Walter Gunn

Background

Walter Gunn was a thirty-four year old African American man from Tuskegee, Macon County, Alabama. He was married to Sallie Hill Gunn, and they had four children. He either drove a truck or did construction for Tuskegee Army Flying School. He worked at his brother’s garage on Saturdays.

Gunn developed a friendship with a woman named Ollie Jackson. Sheriff Edwin E. Evans was interested in Jackson. He and his deputy Henry F. Faucett frequently beat prisoners, particularly African Americans, to force confessions. He focused on Gunn in particular because of Gunn’s friendship with Jackson. In October 1941 Gunn was beaten at St. Esther’s Church and his clothes were torn off. Evans warned Gunn to stop being in cars with Jackson.

On June 27, 1942, Gunn drove home from his brother’s garage. He wanted to pick up his wife to bring her to town. He arrived home at around 6:00 PM followed by the car of Evans and Faucett. The deputy sheriff said that Gunn was drunk and had almost killed them driving recklessly. However, both Gunn’s father Eddie Gunn and Edwin Baker had driven with him part of the way home and said he had not been drinking and was not drunk.

As Gunn arrived home, Evans and Faucett followed him in the sheriff’s car. Faucett fired three shots at Gunn’s car. Gunn got out of his car and ran around to the back of the house. His wife and four children were in the front yard. Faucett followed Gunn and shot at him again. The third shot hit Walter’s leg. Then Faucett beat Walter over the head with his gun and kicked him in the chest. Evans first spoke to Sallie Gunn, claiming that Gunn had tried to kill them and that he wanted Faucett to kill Gunn. He then went to help Faucett drag Walter from the back of the house. Several neighbors including Horace and Hattie Davis were next door at the home of Carrie Conner and witnessed.

Evans and Faucett forced Horace Davis to help them put Gunn in the back seat of Gunn’s car. Faucett drove Gunn’s car with Gunn in the back seat and Davis in the front. Evans drove his car to Joe Gunn’s garage. He forced Joe Gunn to come to the hospital and to take Walter from the car into the hospital. Walter was admitted to the John A. Andrew Memorial Hospital at 9:00PM and was treated by Dr. John A. Kennel. He was bleeding in the ears and had a bruise above his right ear. He had bruises on his chest, and the bullet had broken his leg. Gunn died at 8:40 PM on June 28 without ever regaining consciousness.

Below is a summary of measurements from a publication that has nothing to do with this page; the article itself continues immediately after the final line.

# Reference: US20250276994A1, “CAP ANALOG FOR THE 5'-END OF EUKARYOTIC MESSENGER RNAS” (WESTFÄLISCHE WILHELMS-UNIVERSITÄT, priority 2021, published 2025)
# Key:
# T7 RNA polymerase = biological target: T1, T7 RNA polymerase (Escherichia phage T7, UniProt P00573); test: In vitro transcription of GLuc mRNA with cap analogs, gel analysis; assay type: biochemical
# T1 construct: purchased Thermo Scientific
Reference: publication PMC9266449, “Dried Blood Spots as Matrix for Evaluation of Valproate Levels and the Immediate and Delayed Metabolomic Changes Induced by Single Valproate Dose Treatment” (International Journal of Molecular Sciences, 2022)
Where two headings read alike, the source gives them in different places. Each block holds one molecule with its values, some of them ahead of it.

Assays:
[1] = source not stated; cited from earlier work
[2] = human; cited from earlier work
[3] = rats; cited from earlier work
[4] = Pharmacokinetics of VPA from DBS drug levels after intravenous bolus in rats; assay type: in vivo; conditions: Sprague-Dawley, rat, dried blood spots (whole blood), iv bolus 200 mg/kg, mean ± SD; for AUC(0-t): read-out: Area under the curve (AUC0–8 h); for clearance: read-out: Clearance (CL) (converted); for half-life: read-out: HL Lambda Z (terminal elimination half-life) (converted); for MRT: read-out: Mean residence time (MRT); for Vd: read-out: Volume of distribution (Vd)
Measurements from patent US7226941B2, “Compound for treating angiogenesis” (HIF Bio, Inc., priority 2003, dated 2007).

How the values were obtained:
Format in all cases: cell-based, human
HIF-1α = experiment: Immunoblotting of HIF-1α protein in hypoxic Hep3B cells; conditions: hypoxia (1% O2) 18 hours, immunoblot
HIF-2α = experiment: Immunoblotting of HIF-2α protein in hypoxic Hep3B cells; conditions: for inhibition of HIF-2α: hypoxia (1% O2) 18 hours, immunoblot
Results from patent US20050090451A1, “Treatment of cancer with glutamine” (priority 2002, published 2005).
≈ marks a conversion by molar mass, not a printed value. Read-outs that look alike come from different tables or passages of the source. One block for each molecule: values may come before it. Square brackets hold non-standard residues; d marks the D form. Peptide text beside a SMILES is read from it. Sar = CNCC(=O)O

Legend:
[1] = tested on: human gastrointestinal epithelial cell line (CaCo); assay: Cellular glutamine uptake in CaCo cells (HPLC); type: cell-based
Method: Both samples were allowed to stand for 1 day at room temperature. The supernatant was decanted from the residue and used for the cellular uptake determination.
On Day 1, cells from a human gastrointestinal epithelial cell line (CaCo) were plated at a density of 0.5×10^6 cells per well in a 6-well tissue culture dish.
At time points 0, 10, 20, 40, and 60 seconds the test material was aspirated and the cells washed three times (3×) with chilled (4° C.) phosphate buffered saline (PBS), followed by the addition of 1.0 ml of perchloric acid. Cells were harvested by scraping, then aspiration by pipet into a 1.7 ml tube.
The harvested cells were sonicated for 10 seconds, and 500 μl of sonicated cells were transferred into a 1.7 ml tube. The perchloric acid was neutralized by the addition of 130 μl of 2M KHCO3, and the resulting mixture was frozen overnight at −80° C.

Legal Status

Although Gunn’s death certificate lists homicide as the cause of death and although Eddie Gunn, Gunn’s father, tried to get his son’s murder investigated, no state charges were ever filed. In 1943, a federal investigation was conducted into the murder as well as the beating of prisoners by Evans and Faucett following a request by Assistant Attorney General Wendell Berge. Evans and Faucett were indicted by a grand jury in October 1942 under 18 U.S.C. 52 for depriving Gunn as well as ten other individuals of their due process rights. They were tried in the Middle District of Alabama in the federal district court in Opelika, Alabama. Judge C.C. Kennamer presided. Edward Burns Parker, the U.S. Attorney for the district, prosecuted the case along with G. Maynard Smith, a special assistant to the Attorney General in the Civil Rights Section of the Criminal Division of the Department of Justice. They were both acquitted on June 26, 1943 after a three-day trial.